Former renter in Greenwich Village, waiting out the turnaround in Manhattan's midtown. Working on a blog-to-book project about my NYC/NJ ancestors. Everyday I'm amazed by what I find with Ancestry and in old newspapers.

May 12, 2019

Ladies who lunch: remembering my mother on Mother's Day

Are you a lady who enjoys the ritual of lunching out?

I am! When I was around five my mother invited me out for our first lunch together, a special trip to Kaufmann's department store in Monroeville, PA. It was a Saturday, and we spent all morning getting ready . . . 
. . . while Dad looked after my younger brother. She gave me a bath, toweled me dry in the cold spring air, then dressed me in my birthday party dress and patent leather shoes and socks. She wore a dress and put on the perfume she always wore when going out to dinner with Dad.

Until then I'd only been to Howard Johnson's rest stops on the Pennsylvania turnpike on daylong drives to New Jersey with my family to see all the grandparents and my mother's many aunts and uncles. But at Kaufmann's, it was a special treat to go out to lunch with my mother in a big dining room with tablecloths and heavy silverware. I ordered my first waffle and had it every time we went back. We didn't have waffles at home. I practiced the table manners my father had drilled into me at home, careful not to talk with food in my mouth despite my excitement. In those days, I ate slowly and neatly. This was before I was a working girl in the city on a lunch hour. I really should remind myself to slow down when I eat now.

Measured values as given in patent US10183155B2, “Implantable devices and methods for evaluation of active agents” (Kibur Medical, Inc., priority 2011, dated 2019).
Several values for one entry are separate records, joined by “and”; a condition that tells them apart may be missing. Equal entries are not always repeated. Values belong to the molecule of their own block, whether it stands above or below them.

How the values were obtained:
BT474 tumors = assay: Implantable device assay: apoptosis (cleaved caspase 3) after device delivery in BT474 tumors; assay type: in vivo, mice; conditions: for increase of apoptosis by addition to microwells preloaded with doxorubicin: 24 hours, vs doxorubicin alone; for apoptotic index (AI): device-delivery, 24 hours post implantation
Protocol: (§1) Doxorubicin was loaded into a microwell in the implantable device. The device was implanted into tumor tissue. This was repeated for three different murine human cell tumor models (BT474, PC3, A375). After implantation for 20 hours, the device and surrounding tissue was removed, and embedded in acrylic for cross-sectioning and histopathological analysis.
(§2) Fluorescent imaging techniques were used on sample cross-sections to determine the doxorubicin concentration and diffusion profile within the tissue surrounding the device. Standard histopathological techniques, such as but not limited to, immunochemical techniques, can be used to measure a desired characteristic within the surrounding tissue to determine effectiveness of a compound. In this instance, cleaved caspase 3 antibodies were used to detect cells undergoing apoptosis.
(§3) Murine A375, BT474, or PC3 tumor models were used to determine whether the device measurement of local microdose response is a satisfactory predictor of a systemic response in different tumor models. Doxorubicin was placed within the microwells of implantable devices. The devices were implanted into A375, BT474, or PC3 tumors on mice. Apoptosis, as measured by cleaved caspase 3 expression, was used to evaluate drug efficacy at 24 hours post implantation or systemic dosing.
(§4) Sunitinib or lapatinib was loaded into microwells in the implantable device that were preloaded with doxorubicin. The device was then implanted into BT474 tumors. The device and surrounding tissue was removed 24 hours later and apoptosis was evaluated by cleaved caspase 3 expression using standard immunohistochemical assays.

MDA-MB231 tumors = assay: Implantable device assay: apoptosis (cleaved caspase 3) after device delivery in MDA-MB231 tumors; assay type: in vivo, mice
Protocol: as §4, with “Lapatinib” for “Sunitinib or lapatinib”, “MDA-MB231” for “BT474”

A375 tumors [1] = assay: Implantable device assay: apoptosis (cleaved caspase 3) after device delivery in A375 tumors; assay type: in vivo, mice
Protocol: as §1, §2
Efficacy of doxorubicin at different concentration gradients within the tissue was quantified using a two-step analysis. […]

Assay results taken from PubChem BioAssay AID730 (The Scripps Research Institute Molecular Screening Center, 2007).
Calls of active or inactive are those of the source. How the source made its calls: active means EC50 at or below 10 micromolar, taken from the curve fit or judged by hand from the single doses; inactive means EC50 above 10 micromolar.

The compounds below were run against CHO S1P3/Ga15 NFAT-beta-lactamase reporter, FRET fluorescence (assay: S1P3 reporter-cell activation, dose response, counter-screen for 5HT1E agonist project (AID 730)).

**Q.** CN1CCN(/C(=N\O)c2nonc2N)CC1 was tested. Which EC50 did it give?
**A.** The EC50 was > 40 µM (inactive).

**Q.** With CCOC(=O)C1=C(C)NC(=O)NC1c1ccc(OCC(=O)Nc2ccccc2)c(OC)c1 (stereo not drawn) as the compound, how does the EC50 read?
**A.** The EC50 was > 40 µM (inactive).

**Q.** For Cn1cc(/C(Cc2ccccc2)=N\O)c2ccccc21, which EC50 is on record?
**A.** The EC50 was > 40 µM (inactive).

New York Exchange for Women's Work restaurant
Growing up in Connecticut, we used to go to the city for Wednesday matinees and lunch at Sardi's. I wanted to be an actress, and we saw four Broadway shows a year. My mother was an artist, and threatened to sneak in a sketch of me on their walls. 

When I started college in New York in the late 70s, we moved to Long Island. On Fridays and during summers when I worked as a floater in music and publishing at Warner Communications, Mom met me for lunch at Stouffer's at 666 Fifth Avenue, and when they closed, the waiters sent us to the Women's Exchange restaurant. It was one of the few places left in New York for ladies who lunch. 

untitled sketch by Barbara Carter
When my parents got their first apartment in the city, a pied-a-terre on Beekman Place, my mother started carrying her sketchbook with her. She has many sketches of diners and coffee shops around the city. This is one of her livelier scenes. I don't know where it's from, but she used to go to Oscar's at the Waldorf and Les Delices patisserie in the East 50s. I don't know why she misspelled coffee. She always got it right on her shopping lists.

The Glass Box, pastel. Barbara Carter
Do any of you remember The Glass Box on First Avenue? They always seemed to bring out the mop while you were eating. This pastel is from a series of watercolors and pastels of Midtown Merchants near Beekman Place that I will be sharing in future posts.

Contact: Debbie Carter, VillagerExpat@aol.com, (212) 925-3721

*Photo permission: New York Exchange for Women's Work, Box 11, Folder 8, MS 446, The New-York Historical Society. Used by permission.

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